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​​Radon is an invisible, tasteless, and odorless gas that forms naturally when radioactive metals like uranium, thorium, or radium break down in rocks, soil, and groundwater.​

Why is this important?

Exposure to radon is the second leading risk factor for lung cancer after smoking. According to the Environmental Protection Agency, radon exposure is responsible for more than 20,000 lung cancer deaths each year.

What is known?​

Radon enters a home from the ground through cracks in the floor, basement walls, or gaps in suspended floors. If groundwater is the home's primary source of drinking water, like a well, radon can be present. Exposure to radioactive radon particles over a long period of time increases a person's risk of lung cancer. The risk of lung cancer from exposure to radon particles is especially high for people who smoke.​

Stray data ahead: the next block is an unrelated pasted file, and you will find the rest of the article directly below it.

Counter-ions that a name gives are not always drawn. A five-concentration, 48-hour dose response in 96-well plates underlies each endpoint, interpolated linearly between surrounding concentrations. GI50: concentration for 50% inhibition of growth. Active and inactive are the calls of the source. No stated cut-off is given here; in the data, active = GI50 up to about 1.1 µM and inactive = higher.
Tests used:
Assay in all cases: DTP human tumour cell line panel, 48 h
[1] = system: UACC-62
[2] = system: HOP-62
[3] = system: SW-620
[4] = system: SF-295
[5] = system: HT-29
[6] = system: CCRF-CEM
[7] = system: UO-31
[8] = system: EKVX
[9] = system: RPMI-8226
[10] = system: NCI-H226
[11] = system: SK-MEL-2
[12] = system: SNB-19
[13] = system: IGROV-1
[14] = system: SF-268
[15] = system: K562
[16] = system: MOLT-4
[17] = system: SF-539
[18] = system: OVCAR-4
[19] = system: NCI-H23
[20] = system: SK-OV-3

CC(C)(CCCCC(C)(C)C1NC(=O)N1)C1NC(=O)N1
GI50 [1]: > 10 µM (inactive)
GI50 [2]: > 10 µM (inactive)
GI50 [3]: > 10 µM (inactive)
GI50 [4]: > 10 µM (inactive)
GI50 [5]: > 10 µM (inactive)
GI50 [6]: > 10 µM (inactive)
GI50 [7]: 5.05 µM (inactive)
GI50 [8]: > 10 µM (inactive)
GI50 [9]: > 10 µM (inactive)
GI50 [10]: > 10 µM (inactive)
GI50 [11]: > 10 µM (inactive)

Who is at risk?​

  • People who live in homes with radon concentrations above the EPA reference level of 4 picocuries per liter
  • People who smoke and people who live with others who smoke in the home​

Reduce your risk:

  • Test your home or office for radon
  • Install a radon mitigation system if levels found to be high